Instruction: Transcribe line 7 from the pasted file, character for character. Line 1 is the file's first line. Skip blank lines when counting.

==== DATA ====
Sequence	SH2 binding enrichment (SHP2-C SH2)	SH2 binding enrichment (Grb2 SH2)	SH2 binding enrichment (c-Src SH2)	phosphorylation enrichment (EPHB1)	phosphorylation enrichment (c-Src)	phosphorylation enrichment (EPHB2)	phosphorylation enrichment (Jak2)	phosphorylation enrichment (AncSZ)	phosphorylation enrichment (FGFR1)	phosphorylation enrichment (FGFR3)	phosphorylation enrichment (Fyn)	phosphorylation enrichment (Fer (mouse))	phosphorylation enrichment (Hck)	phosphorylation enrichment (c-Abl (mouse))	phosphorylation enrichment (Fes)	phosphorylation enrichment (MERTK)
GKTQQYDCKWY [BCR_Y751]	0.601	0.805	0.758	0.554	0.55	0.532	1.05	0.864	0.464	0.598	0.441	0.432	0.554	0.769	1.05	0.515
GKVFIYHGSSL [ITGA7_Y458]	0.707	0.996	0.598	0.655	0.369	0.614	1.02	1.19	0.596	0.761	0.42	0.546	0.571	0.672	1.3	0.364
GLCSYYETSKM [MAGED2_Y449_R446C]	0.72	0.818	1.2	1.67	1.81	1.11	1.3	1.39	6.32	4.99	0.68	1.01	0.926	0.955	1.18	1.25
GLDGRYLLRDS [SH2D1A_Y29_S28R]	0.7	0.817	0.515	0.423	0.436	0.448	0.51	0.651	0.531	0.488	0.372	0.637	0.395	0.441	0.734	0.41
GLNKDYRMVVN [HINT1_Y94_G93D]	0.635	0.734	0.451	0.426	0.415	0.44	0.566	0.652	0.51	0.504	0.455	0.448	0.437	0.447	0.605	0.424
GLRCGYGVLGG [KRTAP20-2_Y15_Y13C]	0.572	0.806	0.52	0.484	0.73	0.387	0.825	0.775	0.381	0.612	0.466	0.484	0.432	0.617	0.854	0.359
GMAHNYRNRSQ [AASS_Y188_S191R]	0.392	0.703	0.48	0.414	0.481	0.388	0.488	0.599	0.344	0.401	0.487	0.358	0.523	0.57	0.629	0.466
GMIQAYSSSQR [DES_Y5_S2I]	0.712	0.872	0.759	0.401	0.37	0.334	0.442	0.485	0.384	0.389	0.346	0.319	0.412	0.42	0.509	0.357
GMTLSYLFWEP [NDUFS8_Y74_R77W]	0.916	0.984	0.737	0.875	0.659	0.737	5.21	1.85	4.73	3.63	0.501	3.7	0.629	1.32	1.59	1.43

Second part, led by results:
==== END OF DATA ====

GLRCGYGVLGG [KRTAP20-2_Y15_Y13C]	0.572	0.806	0.52	0.484	0.73	0.387	0.825	0.775	0.381	0.612	0.466	0.484	0.432	0.617	0.854	0.359